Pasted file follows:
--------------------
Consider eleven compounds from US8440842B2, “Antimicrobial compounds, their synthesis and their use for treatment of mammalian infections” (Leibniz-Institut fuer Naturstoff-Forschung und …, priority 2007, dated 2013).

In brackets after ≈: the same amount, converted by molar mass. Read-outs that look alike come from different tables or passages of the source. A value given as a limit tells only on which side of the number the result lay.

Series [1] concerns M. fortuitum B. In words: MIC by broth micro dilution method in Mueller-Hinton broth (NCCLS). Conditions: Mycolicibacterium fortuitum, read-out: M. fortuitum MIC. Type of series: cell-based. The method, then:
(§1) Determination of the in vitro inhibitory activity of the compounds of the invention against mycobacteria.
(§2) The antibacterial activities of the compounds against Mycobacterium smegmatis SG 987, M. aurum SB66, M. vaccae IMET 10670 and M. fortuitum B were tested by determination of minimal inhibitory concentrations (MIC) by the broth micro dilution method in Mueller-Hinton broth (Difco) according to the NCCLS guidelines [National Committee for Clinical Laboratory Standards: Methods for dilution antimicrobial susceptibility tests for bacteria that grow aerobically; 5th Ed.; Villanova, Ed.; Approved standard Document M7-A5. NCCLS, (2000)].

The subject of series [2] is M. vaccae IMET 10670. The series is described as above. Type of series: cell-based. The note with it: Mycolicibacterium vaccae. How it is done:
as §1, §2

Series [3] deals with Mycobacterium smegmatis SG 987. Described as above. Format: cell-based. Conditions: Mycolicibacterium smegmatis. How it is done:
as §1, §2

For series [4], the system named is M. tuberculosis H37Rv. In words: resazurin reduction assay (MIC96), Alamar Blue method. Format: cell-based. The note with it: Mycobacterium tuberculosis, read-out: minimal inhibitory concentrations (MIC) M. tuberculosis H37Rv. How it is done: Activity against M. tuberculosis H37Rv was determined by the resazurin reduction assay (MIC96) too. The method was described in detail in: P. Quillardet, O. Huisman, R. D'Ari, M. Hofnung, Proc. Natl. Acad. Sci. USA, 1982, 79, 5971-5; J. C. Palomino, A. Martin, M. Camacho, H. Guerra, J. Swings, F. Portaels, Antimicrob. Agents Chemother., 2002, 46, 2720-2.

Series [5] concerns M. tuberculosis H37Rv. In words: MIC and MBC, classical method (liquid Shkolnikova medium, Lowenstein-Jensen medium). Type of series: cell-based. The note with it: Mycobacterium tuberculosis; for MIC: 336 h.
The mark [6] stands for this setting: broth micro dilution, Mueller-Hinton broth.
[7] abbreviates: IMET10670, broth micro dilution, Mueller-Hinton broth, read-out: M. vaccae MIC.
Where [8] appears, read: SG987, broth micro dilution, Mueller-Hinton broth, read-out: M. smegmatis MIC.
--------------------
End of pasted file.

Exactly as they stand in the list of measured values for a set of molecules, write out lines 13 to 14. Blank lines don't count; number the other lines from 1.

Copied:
[7] abbreviates: IMET10670, broth micro dilution, Mueller-Hinton broth, read-out: M. vaccae MIC.
Where [8] appears, read: SG987, broth micro dilution, Mueller-Hinton broth, read-out: M. smegmatis MIC.